…like many other important decisions made in this time period, a career or career path is chosen in the late teens, when the individual must decide whether or not to go to college, and which college to study at. Although somewhat developed techniques for reading a person's assets and personality exist, they are often not employed in deciding a career. The choice may be made by intuition, desire for wealth or power, or influence from parents or friends.
Like the relationships of this time period, all careers are subject to fail. It was not until a century later that an individual could be certain of her employment and life partner.
"So-" Croton pinched the sides of his cup, causing a crackling sound. "You're saying I'm never going to see you again?"
Cassia shook her head, wearing a sad, droopy face that she'd never make for real. "It is not probable. I will take care of things in Buffalo, and then go back to Rhodium with my brother."
Croton didn't react when she mentioned the megacity. Didn't twitch his lip or widen his eyes. He slumped back. "Wow. So that's... Where is that? In Maine?"
"In that vicinity," Cassia said. She glanced over at her mate.
Aster was just staring at the man with open contempt, and probably not looking out for any subtle facial signals. He didn't even seem to be following the conversation. Cassia plowed on.
"I would, however, like to thank you. You have been so kind to me."
Croton licked his lips, scooting forward on the faded brown chair. "Look, I know we only met, like, a few days ago, but there's a connection, you know? I mean, you're so… hot. You're really cool and really hot."
Cassia cleared her throat. She felt Aster seething beside her. "We should be going," she said.
Croton nodded glumly, and stood up, taking her hands and pulling her up. "Don't leave yet," he said, and it took Cassia a moment before she realized that he was leaning in for a kiss. She tugged her hands free.
"Yes, I think it's time to go," Aster said, reaching over the back of the couch where his wheelchair hid. He rolled it around to beside him and started transfering.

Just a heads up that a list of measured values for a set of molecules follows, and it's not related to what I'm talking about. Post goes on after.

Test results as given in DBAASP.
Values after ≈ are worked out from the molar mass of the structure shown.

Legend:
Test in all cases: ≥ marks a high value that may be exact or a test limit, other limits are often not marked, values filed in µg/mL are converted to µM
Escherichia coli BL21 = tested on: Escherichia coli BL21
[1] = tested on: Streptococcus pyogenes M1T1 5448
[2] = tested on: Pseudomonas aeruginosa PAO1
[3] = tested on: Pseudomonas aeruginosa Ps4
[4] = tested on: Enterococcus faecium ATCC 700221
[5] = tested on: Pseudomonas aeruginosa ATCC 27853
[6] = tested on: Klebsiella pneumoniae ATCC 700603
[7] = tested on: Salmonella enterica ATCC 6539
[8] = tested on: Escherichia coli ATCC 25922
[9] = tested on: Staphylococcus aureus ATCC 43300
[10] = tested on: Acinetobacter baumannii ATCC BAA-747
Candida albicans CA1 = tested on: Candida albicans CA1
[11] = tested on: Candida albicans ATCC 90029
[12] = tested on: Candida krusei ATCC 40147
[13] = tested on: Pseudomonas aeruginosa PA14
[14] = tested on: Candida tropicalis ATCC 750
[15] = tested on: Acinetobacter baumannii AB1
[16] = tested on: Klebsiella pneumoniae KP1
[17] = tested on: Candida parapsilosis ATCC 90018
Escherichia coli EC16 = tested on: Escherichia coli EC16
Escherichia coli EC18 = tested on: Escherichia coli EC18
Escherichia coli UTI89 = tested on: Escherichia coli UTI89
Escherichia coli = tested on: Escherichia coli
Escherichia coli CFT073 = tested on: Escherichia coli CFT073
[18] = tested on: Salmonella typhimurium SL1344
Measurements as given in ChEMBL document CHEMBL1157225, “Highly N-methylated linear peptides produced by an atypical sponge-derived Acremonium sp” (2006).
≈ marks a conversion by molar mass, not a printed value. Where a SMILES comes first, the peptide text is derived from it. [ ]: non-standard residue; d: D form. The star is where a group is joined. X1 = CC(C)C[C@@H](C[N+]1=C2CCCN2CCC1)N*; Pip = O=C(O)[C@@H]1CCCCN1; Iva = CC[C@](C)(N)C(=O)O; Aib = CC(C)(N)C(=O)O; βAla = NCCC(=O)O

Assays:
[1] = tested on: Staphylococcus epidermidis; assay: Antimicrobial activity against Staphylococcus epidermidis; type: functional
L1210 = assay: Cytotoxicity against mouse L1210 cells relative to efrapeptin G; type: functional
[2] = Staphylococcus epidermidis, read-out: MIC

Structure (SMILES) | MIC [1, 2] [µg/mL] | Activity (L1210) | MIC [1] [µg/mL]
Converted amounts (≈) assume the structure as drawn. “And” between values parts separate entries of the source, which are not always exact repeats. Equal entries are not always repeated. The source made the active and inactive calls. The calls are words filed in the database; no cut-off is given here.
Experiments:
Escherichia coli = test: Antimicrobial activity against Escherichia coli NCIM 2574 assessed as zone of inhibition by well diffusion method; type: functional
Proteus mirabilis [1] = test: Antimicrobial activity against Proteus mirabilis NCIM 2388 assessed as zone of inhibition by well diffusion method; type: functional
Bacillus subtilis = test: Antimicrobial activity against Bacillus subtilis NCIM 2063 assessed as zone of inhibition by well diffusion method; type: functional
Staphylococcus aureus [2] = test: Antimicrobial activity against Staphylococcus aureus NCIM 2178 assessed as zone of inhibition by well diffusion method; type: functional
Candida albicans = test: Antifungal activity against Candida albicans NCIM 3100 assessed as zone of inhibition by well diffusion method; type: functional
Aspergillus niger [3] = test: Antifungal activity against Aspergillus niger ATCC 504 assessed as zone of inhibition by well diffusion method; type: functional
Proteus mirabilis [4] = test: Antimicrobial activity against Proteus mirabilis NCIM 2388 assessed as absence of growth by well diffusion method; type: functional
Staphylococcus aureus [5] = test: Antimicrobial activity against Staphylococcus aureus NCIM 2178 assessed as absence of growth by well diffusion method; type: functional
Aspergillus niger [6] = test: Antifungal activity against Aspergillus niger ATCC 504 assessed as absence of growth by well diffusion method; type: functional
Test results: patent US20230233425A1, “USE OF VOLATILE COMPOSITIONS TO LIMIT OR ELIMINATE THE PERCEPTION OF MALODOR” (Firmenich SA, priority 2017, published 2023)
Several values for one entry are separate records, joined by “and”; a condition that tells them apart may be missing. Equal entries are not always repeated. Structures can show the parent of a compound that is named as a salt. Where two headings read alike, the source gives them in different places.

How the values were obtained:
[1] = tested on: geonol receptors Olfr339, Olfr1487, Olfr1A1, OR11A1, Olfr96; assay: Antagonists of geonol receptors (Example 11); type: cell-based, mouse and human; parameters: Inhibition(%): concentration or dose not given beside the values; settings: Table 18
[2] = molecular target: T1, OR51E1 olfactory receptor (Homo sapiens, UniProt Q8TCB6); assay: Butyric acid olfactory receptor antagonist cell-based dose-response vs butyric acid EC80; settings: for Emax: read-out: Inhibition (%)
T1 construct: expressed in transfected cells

"One last kiss," Croton/Andrew said earnestly. Now that he knew she was going, his shyness seemed to have dissapated. Cassia quite preferred him when he was timid.
Aster was still on the couch. Why was he taking so long to transfer?
"I think Aster needs some help," she said, leaving Andrew standing, not knowing what to do with his hands. She crouched down next to her mate. "What are you doing?" She hissed in Menghish.
"My arm is asleep," he whispered back.
Aster hesitated. Cassia craned her head to look up at Andrew. "Would you give us a moment to ourselves?"
"Uh, sure." He scurried into his bedroom.
Aster used his left arm to pick up his right wrist. His hand hung limply. "I don't know, this... This has been happening recently. It won't last long. Just give me a minute."
Cassia took his hand gently. The fingers didn't give. "You can't move this at all?"
Aster glared. "I said, just give me a- there." He made a slow fist, then a quick one, and shook out both hands. He moved into his chair and switched off the brakes.
Once outside on the sidewalk, Cassia took a closer look at her mate. He was definitely favoring the left side as he pumped his arms, watching the concrete for large cracks. She took his handlebars, and Aster let her take control of the chair without a struggle.
"He was nice," he said. She o ulsnt tell if he was being sarcastic or not.
"I guess." Cassia pushed Aster onto the shoulder of the road, where the sidewalk ended on JJ Audobon Street, towards Molly's house. "But he's not Croton."
"You don't have to stop seeing him, you know." Aster zipped up his jacket, and Cassia paused for a moment to do the same. Night was descending, and it was chilly.
Aster interpreted her stopping as shock. "I'm serious," he said. "While we're here, have some fun, you know?"
It was infuriating, talking to the back of his head. Cassia moved to his front, where she leaned down and gripped his his handrests. From this close she saw the creases under his eyes, the wires shaking out from under his collar. "You don't mean that, do you?"
Aster had never been as good as she was at hiding his emotions. Instead he swerved away, towards the road. "Of course not. But I don't want you to have me like this. Anyway, I… I let Molly into my bed. And it felt good. So you should have someone better. Someone who deserves you."
Cassia straightened. "It felt good?"
Aster looked up, and his eyes were pained. "It did. And Cassia, I hate myself for it, but she was just so needy. She's so alone. Her mate is horrible to her and slept with her only friend, and I just…"
Cassia went around to the back of the wheelchair without saying a word. It was so obvious what was happening here and she was an idiot for not seeing it.